Nineteen-year-old Ben Burns unexpectedly returns to his family's suburban home on Christmas Eve. Ben's mom, Holly, is relieved and welcoming but wary of her son's drug addiction. Over a turbulent 24 hours, new truths are revealed, and a mother's undying love gets put to the test as Holly does everything in her power to keep Ben clean.
I'll be honest when I say that the after seeing the trailer, Ben Is Back didn't really hold much appeal to me. It looked like a rather by-the-books thriller. In reality, however, Ben Is Back is an incredibly powerful suspenseful drama, packed with emotion.
My hesitation could also have been put down to the presence of Julia Roberts in the lead role of Holly Burns. While Julia Roberts is an amazing actress, she is so well-known that it is hard to see her as anything other than Julia Roberts, and that makes it much more difficult to engage with a film. Lucas Hedges, on the other hand, is still early in his career, so it is much easier to see him as his character, Ben. In the end, the acting is so convincing and authentic, that I walked out of the theatre with the idea that Ben was legitimately the son of Julia Roberts. She has such genuine resolve and love towards Hedges' character that you can't help but feel invested.
The film is based around Ben, who suffers from opioid addiction and turns up to the family home on Christmas Eve when he was meant to still be in rehab. The remainder of the film looks at Ben, and how he is seen by family, friends, neighbours etc. depending on how his addiction has had a ripple effect on them.
The film doesn't get preachy about drugs being bad, which I appreciate. Instead, it simply shows that there is a problem and that even when people have the best intentions, temptations and their environment can easily draw them back in against their will. The character of Ben Burns is very well-developed, which is also rarely done in film. Usually, a drug addict is portrayed as just that. Here we are shown how his youngest siblings love him with ignorance, how his sister distrusts him, and his stepfather has been pushed to the point of near-contempt. Despite being clean for 77 days, Ben is forced to reenter that world and face and explain the consequences of his addictions head-on.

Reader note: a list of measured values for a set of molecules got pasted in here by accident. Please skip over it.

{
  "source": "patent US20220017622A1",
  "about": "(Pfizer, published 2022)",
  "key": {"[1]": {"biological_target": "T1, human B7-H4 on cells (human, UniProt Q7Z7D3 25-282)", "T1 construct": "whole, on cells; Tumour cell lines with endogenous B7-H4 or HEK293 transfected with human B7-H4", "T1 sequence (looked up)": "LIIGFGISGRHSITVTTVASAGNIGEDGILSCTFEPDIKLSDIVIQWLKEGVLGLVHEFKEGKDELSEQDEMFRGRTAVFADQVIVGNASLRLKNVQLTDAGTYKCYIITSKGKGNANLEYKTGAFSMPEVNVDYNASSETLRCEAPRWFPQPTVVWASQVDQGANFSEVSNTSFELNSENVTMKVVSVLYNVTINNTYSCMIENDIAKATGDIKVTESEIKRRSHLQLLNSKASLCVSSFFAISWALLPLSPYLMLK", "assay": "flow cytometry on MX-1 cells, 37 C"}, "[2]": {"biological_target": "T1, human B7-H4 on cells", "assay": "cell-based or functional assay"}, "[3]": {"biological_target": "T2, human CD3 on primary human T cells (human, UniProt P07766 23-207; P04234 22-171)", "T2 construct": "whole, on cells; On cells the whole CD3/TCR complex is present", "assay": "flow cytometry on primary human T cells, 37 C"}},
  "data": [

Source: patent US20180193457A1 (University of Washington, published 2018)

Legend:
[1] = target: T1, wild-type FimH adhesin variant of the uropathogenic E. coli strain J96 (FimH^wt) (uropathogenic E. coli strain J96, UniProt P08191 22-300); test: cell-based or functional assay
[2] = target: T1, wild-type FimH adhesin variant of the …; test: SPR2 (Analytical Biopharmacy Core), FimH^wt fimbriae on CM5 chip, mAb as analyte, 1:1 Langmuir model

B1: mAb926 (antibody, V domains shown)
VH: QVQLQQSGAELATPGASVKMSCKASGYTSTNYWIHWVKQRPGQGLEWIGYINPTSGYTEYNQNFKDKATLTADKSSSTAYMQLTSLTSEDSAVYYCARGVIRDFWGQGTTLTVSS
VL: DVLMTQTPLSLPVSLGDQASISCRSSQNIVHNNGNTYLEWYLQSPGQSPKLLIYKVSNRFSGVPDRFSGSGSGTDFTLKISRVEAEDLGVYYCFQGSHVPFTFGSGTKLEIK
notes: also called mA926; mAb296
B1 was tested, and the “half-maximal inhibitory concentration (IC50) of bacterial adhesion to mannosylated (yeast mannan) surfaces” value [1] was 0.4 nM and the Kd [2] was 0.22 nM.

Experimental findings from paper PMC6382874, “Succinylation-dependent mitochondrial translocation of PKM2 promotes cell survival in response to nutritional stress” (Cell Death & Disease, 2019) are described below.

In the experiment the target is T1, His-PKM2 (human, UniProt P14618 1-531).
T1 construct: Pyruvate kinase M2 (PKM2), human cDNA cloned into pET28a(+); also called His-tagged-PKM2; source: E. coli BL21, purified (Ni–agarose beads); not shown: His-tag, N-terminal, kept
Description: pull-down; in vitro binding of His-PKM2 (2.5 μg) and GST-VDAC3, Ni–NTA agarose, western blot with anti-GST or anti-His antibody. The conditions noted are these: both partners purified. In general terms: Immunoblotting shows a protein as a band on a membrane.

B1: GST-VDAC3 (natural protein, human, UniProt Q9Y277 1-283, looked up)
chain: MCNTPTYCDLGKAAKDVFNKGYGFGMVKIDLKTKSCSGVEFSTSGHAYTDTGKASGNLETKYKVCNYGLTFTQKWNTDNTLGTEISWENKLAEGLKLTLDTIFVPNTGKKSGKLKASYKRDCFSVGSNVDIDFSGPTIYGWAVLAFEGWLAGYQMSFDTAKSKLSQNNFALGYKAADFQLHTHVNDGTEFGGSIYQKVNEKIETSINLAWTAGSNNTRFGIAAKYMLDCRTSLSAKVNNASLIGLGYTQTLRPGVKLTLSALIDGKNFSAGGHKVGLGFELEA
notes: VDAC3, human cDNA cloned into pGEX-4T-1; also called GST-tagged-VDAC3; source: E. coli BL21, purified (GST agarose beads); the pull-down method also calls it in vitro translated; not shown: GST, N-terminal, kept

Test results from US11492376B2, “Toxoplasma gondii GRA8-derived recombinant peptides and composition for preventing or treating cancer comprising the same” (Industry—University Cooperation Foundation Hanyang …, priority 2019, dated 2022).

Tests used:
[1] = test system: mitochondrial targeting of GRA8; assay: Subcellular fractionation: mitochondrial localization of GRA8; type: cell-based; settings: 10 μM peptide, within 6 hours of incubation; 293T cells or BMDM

While there is certainly a tonal shift halfway through the movie, it still consistently maintains a high level of tension. Every piece of information revealed, adds to the list of questions that Ben's mother has for him. As a viewer, you end up with your eyes glued to the screen, as you watch Ben struggle to do what is right, and come to terms with what he has done in the past.
An incredibly hard-hitting drama. The realism is there. We aren't given the perfect family with the one black sheep. The family alone has so many different facets that it feels genuine. Each member of the family has their own personality that affects how they react to each situation. There is anger, compromise, fear, distrust, and a lot of f-bombs from Julia Roberts. It feels like a family that has persevered for a long time but have been pushed to the edge of what they can handle. All portrayed during events that occur over less than a day in the film. That's right, the film starts on Christmas Eve, and ends on Christmas Day. We see the effects of decades of opioid addiction throughout a community, all in a single day.
Ben Is Back does end abruptly, and while I would love for it to have continued for longer, to see what happens next, stopping as it does, leaves you with the weight of the emotional hit. Sitting in the theatre watching the credits, eventually realising you are still holding your breath, still clutching the armrests.
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